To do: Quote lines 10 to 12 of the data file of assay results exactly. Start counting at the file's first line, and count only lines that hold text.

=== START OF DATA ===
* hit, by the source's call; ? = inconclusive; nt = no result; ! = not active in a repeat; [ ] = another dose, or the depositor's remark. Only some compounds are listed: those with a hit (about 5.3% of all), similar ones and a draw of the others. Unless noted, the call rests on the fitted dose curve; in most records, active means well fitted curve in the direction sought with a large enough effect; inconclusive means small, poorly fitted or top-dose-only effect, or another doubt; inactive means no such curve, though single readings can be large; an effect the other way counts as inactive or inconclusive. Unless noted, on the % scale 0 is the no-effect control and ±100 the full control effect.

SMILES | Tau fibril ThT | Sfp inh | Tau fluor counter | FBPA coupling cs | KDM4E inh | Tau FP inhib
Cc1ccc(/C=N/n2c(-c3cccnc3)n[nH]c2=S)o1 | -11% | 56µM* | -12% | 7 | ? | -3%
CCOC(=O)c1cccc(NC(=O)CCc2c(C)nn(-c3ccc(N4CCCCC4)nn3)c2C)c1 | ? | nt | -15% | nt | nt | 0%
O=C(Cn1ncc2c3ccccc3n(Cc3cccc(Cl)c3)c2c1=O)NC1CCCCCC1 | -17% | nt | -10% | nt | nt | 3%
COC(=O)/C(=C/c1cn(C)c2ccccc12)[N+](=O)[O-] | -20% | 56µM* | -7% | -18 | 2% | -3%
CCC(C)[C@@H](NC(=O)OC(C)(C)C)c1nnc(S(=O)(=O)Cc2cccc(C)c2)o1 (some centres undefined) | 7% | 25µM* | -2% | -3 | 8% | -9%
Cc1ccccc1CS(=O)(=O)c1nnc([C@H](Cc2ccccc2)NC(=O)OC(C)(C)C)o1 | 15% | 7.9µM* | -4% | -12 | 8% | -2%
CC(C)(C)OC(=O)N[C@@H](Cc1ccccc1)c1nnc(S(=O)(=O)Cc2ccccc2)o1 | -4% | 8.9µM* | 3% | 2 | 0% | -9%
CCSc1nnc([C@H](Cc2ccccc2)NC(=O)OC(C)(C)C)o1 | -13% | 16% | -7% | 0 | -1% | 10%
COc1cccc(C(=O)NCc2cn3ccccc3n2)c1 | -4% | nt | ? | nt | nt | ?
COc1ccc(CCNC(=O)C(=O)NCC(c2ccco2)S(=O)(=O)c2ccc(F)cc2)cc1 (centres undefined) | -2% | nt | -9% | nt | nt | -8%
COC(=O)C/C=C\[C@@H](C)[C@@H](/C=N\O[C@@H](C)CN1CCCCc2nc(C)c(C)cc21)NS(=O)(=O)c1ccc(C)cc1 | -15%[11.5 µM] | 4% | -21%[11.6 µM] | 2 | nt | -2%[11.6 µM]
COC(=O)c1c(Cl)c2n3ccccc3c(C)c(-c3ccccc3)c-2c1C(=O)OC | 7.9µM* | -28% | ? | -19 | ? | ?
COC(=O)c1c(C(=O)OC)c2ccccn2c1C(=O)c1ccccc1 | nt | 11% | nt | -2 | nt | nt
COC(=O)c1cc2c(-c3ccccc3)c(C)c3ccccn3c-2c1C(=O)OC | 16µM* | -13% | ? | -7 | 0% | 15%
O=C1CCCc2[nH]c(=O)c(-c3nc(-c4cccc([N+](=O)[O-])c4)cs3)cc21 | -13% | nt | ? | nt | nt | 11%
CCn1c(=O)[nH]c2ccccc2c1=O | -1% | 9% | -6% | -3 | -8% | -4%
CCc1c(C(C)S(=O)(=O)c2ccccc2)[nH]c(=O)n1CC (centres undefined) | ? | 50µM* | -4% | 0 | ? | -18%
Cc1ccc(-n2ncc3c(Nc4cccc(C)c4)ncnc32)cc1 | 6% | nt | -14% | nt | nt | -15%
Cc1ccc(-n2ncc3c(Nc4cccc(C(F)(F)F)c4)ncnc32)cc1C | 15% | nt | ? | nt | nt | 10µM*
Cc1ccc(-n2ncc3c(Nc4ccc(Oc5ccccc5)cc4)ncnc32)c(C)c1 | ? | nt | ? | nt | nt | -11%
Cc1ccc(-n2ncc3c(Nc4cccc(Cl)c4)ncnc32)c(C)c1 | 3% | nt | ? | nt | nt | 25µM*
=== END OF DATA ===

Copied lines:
CCSc1nnc([C@H](Cc2ccccc2)NC(=O)OC(C)(C)C)o1 | -13% | 16% | -7% | 0 | -1% | 10%
COc1cccc(C(=O)NCc2cn3ccccc3n2)c1 | -4% | nt | ? | nt | nt | ?
COc1ccc(CCNC(=O)C(=O)NCC(c2ccco2)S(=O)(=O)c2ccc(F)cc2)cc1 (centres undefined) | -2% | nt | -9% | nt | nt | -8%